Three Profs cartoon

Top CSR academic study of 2019

What happens when your company shares information on its corporate social responsibility (CSR) with potential hires? I’m glad you asked! Daniel Hedblom and John List from the University of Chicago and Brent Hickman from Washington University in St. Louis have a stunning evidence-based answer. In fact, their research is my pick for the top CSR academic study of 2019. (Yes, I’m that nerdy.) Hedblom, Hickman and List went to a lot of trouble to determine the impact CSR communications has on prospective hires in the real world, as opposed to a lab, and to be able to attribute any impacts to the communications as opposed to uncovering only correlations (for you nerds, they did a randomized field experiment). They started by creating a company. For real. “HHL Solutions” (their surname

Alan Rozanski cartoon

How to de-stress in five friendly minutes

I’m on stage in Atlanta facing 350 awards-banquet attendees. I start my keynote by asking participants to assess how anxious they are on a scale of one to ten, with one being “not at all” and ten being “extremely.” Then I ask them to do a work-related charitable act that takes no more than five minutes and costs no more than $5. At first, I get quizzical looks. But soon the ballroom buzzes with people posting a LinkedIn testimonial for a laid-off colleague, donating to a coworker’s fundraising run or calling their receptionist to thank him for his positive attitude. At the conclusion of the five minutes, I ask participants to, again, note their level of anxiety using the same scale. I then ask those whose anxiety increased to please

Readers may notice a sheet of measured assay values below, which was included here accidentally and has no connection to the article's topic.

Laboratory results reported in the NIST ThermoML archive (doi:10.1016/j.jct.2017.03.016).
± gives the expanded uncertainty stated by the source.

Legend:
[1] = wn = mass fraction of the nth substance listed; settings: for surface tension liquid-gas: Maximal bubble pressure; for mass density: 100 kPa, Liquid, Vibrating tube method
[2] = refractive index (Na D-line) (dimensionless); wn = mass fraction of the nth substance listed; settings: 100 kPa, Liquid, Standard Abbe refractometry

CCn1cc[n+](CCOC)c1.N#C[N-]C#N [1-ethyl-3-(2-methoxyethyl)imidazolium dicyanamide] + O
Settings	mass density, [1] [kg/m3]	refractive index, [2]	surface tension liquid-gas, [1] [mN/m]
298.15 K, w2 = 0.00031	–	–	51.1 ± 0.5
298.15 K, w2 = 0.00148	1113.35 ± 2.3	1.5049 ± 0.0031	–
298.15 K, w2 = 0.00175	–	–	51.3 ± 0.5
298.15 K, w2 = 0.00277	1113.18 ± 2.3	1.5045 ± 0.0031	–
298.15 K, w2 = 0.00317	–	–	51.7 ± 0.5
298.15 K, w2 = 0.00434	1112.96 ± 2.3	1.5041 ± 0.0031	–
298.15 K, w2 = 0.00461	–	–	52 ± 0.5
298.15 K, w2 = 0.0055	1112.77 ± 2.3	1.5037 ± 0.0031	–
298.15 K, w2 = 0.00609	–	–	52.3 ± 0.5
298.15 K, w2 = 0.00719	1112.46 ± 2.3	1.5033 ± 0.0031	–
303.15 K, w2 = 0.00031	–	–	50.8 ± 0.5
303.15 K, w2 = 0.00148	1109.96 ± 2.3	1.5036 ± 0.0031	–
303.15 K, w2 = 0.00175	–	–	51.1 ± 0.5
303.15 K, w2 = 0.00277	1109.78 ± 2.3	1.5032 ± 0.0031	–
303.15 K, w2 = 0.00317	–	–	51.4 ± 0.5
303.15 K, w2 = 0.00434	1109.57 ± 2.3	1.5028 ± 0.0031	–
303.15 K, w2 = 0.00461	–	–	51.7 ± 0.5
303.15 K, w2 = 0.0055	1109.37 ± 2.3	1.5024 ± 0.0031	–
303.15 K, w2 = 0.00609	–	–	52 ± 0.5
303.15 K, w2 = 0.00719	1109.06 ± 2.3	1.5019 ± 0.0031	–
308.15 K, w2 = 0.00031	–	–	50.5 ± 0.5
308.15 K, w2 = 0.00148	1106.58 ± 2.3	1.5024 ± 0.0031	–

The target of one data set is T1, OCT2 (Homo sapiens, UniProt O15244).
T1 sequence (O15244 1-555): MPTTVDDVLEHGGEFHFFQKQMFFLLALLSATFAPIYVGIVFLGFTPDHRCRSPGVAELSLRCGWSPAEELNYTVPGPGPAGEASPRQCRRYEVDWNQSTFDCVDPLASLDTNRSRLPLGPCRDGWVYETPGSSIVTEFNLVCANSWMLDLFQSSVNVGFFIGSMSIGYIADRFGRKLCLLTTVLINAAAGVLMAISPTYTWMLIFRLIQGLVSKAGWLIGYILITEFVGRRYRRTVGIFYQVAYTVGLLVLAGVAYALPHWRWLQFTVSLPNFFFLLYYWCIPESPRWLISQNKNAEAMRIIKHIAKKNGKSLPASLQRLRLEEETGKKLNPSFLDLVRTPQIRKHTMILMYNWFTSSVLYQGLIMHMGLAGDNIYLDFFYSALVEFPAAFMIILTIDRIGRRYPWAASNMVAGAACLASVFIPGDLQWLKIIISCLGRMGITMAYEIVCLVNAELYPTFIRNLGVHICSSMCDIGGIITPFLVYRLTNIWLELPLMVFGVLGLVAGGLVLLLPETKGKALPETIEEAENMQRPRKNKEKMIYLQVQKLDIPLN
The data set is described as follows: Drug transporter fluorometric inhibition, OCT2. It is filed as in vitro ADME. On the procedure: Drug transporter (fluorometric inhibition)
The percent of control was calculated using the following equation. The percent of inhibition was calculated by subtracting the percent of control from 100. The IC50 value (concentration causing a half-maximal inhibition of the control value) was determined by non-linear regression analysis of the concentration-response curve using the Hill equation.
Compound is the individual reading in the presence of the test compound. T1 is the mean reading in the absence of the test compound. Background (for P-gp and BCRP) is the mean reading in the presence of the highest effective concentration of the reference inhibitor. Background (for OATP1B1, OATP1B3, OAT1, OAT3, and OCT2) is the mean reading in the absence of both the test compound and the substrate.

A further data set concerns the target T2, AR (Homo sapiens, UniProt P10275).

Gwen Migita cartoon

Job purposing makes you a better leader

I spent nine hours crafting a metrics plan for a job-purposing project. The client responded that it was so “random and disjointed” that it gave her a headache. I typically think, if not say, something like “the heck with you” to criticism like this. (Were I capable of profanity, my retort would have more zing, but we all have our limitations.) This time, however, I calmly asked the client what was wrong with my work, laughed over how badly I misunderstood her assignment, offered to send her aspirin and delivered a strong plan within two days. I found it easy to respond productively and without drama to the above criticism because its source, Gwen Migita, exemplifies job purposing. That is, she routinely pursues contributions to others or societal causes as

Studs Terkel cartoon

So sorry for your inversion

I arrived home from college one summer to find newspaper strewn between my parents’ teak furniture.  Atop each sheet was a different hunk of greasy machinery. My sixteen-year-old brother, Alfredo, had bought and disassembled a derelict Volkswagen beetle with the intent of transforming it into a functioning vehicle. As the summer progressed, the mechanical adornments steadily disappeared from our living room and Alfredo meticulously rebuilt the faded yellow bug. One afternoon, we heard an engine roar to life. Success! Well, sort of. The car ran, but with a quirk. It had four reverse gears and one forward gear. Alfredo had inverted some mechanical contraption. The entire family found this deeply amusing, but no one more than the self-effacing Alfredo. With a twinkle in his eye and keys in his outstretched